Tuesday, June 16, 2015

Jeep stories

Recently, my brother wrote some short stories about our childhood and our memories about Jeeps.  And he challenged us to do the same.  So here is my offering... Jeep story one.

I read Jim’s Jeep story, and he is right.  Everyone has their own memories and they begin and end in different places.  This is my 1st jeep story, through the eyes and memories of a little girl… 8 years old.

Though his hair was completely white and he sported a grizzled white stubble by the end of the day, I never thought of this WWI veteran as old.  This grandfather of mine was the family patriarch in the truest sense of the word.  His decisions were final, his word absolute, and he would have risked his life to protect someonen in the family.  Even if he didn’t like you.   I always thought of him as capable, wise, funny, and very strong (even though he only stood 5’ 2”).  And I never wanted anything more in life than his acceptance.
A true “man’s man,” you would think that he would have no use for girls, but for some reason Grandpa and I formed a bond.  For starters, he would give me money to tell jokes to his friends.  It wasn’t until years later that I realized why these jokes were so funny… and inappropriate for a child.  But I didn’t know, and if I had, I wouldn’t have cared… Grandpa was always generous with the money in front of his friends.
But even beyond that, we “got along.”   And I was thrilled when he would pick me up to ride alongside him in the Jeep.  My little stubby legs would bounce (feet didn’t touch the floor), but he never reached out to make sure I didn’t fall out when we hit a bump.  “If ya fall out… it’s yer own damn fault.”  (Even if you are 7 or 8.)  Unlike Jim, he didn’t call me Sissy for reaching for the Sissy bar… I couldn’t even reach it most of the time.  Besides, he called me Sissy ALL the time.  I suppose he knew my name, but it never rolled off his lips. 
We had a great deal in common.  He liked dogs and I liked dogs.  He taught me how to talk on the CB Radio “AKO 1010… mobile to base.  Come in base”  We would tell Grandma where we were so she knew when to have lunch ready.  He taught me how to smoke Swisher Sweets and to this day I see his face when I smell cigar smoke.  And maybe, just maybe, I’ll light one in his honor someday.  He let me have a slurp or two of his beer if I was thirsty, and, just like the boys, he expected me to help with whatever project he was working on.  Now I’m not going to say I was a lot of help, but he certainly kept me busy.  And no matter how tired I got or how heavy the work, I would never, EVER have whined.  Not to Grandpa anyway.  Whining would have been unforgivable.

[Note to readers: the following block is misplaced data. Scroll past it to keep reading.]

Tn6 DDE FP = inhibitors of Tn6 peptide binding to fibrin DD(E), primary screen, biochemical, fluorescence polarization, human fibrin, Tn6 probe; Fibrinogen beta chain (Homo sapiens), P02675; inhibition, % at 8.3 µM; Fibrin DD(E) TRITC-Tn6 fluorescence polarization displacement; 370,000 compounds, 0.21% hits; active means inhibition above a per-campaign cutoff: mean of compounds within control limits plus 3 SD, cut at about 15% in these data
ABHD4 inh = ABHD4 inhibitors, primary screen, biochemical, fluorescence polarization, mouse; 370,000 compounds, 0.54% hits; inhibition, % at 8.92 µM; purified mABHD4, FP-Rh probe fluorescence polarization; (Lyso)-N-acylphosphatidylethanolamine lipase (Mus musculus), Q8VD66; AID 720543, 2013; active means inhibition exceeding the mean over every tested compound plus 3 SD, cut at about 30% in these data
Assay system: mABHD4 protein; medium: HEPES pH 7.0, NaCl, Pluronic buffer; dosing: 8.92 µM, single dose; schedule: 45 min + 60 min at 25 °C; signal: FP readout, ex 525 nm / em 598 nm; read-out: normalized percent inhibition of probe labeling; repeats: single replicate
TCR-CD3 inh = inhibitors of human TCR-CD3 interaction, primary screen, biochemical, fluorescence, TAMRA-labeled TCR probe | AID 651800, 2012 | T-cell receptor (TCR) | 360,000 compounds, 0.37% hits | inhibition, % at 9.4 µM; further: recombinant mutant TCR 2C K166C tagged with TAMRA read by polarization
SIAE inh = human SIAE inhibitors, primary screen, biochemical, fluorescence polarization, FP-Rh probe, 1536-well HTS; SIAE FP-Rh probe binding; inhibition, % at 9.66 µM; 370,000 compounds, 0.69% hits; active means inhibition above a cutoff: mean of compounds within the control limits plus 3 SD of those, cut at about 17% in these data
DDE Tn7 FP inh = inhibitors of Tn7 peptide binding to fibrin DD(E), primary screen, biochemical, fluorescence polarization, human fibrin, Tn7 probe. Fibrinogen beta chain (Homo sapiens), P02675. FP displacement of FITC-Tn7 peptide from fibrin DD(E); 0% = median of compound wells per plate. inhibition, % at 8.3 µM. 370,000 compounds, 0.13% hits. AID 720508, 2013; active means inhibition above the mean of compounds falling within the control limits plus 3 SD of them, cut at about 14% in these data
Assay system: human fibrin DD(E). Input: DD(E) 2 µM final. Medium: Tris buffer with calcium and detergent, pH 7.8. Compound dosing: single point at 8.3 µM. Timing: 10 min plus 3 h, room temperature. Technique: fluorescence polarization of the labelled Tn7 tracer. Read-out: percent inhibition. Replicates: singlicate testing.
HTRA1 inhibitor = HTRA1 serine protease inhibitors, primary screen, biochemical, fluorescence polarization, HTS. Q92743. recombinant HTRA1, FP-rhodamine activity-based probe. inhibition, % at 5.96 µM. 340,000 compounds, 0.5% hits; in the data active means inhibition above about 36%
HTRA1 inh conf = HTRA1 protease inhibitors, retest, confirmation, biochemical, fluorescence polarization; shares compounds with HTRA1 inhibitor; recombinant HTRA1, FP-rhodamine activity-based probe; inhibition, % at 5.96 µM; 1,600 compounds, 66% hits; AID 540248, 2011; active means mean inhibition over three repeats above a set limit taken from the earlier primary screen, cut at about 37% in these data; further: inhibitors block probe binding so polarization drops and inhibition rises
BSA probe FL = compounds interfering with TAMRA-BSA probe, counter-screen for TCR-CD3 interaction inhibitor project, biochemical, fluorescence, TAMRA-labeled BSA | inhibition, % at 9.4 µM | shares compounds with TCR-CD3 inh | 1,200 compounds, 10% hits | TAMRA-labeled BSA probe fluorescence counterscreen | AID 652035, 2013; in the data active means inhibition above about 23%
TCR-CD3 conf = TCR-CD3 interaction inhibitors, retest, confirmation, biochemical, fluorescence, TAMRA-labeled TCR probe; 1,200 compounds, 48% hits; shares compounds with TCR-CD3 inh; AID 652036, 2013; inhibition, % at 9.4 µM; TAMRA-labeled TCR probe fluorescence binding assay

Of the “chores” I helped him with, one of my favorites was minnow trapping.  There was never an end to the number of people fishing at the lake and an endless need for “shiners” to use as bait.   The minnow traps would be in the back of the jeep and I’d jump in.  Down the very steep hill to the narrow wooden bridge over mill creek to set the traps with some saltine crackers.  Jim talks about the Jeep smelling like cigars and beer,  but I will always remember a little bit of fish aroma on top of it all.  From the minnow traps, fishing poles, pieces of rope, there was always a tinge of fishy smell.  After the traps were set, we’d run an errand or two before we went back to get them.  I remember riding through “roads” so rough that I would completely bounce into the air, but always landed back in my seat.  I do remember him saying, more than once, “lean this way so we don’t roll” if we were going perpendicular to a steep hill.  That was probably his way of making sure I didn’t fall out… but he sure as hell wasn’t going to treat me like a baby.
When we got back to “run” the traps, we always needed a bucket of creek water to put the minnows in (the trap had holes, so all of the water would drain out on the way up).  So Grandpa would lay down on the bridge and hold on to my legs, while I hung upside down and dipped a bucket of water.  Then I would dangle some more and retrieve the minnow traps.  Despite the fact that I would have fallen headfirst into shallow water and rock, I never, not for even ONE SECOND became afraid that he would drop me.  Looking back I suppose we could have trapped minnows someplace easier, but I never thought to ask.  Then we’d ride back to the house…slower and not so bumpy this time so we didn’t lose any minnows.  Now that I think about it, he was much more careful with the minnow than he ever was with us!
Jim’s Jeep story ended on the June day that Grandpa died in that jeep,  and it did change a lot.  But for me, the fond Jeep memories continued on in all new ways.  In fact, some of my fondest memories are in the green jeep… taking trash to the dump.  But those are stories that will have to wait for another day.

No comments:

Post a Comment